Fraud Law to get Revamp
This article first appeared in the Insurance Post on 14 October.
One of the central pillars of the law relating to fraudulent insurance claims is being given a much overdue makeover. The Insurance Bill is largely good news for insurers but there will be some areas where protection is reduced.
It has always been a bit of an oddity that in an age of driverless cars and cyber crime one of the most fundamental aspects of this area of law had been stuck in the dark ages. The ‘fraudulent claims rule’ that applies to fraudulent insurance claims made by policyholders against their own insurer, and which permits an insurer to decline an entire claim if it contains a fraudulent element, is based on 18th and 19th century principles that were embodied within the Marine Insurance Act 1906. Although this legislation related to marine insurance its provisions brought together common law principles and were applied to other forms of insurance. The Insurance Bill is currently navigating its way through Parliament with the general aim of updating insurance law and giving effect to some of the recommendations previously made by the Law Commission.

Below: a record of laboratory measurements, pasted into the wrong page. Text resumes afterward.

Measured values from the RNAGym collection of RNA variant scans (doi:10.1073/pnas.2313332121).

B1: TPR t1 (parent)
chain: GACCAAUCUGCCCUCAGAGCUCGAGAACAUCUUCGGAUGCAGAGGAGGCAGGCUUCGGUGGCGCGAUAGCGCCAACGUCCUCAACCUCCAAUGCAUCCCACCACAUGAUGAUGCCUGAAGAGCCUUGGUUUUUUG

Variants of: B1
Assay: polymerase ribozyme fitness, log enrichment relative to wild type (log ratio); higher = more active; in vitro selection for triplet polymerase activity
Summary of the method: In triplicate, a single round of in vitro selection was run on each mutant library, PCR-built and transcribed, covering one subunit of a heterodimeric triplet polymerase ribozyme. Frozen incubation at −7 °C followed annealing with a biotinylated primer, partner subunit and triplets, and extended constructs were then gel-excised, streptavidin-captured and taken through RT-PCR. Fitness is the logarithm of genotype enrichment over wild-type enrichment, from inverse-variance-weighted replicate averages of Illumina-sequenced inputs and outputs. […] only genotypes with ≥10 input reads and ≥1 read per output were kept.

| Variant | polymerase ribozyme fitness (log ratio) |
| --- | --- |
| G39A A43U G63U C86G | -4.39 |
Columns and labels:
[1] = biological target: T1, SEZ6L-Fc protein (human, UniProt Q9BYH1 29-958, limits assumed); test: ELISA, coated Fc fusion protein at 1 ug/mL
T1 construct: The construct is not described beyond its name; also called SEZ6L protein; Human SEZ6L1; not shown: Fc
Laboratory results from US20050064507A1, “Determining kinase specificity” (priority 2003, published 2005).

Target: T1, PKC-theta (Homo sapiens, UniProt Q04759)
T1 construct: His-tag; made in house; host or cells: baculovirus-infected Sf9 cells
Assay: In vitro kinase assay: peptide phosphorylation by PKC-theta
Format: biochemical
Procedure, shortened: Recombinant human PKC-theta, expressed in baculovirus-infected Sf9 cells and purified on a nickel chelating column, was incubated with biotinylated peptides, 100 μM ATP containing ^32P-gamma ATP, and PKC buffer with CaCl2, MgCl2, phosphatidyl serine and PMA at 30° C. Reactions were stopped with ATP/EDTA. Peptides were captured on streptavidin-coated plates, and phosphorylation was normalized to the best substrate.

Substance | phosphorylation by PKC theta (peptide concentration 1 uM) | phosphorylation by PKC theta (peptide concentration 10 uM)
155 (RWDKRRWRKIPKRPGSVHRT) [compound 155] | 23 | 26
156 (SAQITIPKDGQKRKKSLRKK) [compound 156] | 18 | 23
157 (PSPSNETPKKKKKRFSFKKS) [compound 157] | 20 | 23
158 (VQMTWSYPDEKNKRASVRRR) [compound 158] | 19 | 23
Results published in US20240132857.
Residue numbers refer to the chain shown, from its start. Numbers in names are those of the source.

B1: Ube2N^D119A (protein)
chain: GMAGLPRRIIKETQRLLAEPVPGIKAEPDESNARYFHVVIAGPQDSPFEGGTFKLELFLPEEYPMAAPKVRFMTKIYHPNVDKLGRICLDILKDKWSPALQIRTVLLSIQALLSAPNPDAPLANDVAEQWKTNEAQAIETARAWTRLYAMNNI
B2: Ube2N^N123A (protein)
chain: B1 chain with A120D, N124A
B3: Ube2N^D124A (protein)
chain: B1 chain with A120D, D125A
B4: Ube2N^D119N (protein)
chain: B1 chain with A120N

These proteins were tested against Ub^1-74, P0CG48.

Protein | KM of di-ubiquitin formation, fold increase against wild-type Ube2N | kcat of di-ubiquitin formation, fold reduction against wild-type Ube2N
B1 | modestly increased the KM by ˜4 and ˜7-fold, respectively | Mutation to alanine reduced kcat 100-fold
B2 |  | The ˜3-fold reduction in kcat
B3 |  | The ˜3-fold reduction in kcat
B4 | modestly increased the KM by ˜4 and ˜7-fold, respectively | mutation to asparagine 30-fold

There are various aspects to the Bill but Clause 11 deals with remedies for fraudulent policyholder claims and provides some helpful clarity, without drastically changing the existing position. Consistent with other statutes there is no definition of ‘fraud’ or ‘fraudulent claim’ although this is deliberate and enables some flexibility. The fraudulent claims rule is given a dust off and although the thrust remains the same the language is much clearer and also goes a step further by clarifying the extent of the remedies available to insurers, when those remedies will apply and the difference between a fraudulent claim and a fraudulent act.
In general, the clarity provided by the Bill should assist insurers fight first party fraud and it can do no harm at all to put on a statutory footing the principle that insurers have no liability to pay fraudulent claims, or genuine claims tainted by a fraudulent element. The Bill may however in some instances result in less protection for insurers, particularly in respect of group insurance schemes which are dealt with in Clause 12 of the Bill. There may yet of course be further amendments to the Bill but no doubt insurers will want to closely monitor its progress.
For further information please contact Jamie Taylor, Director, on 0151 907 3053
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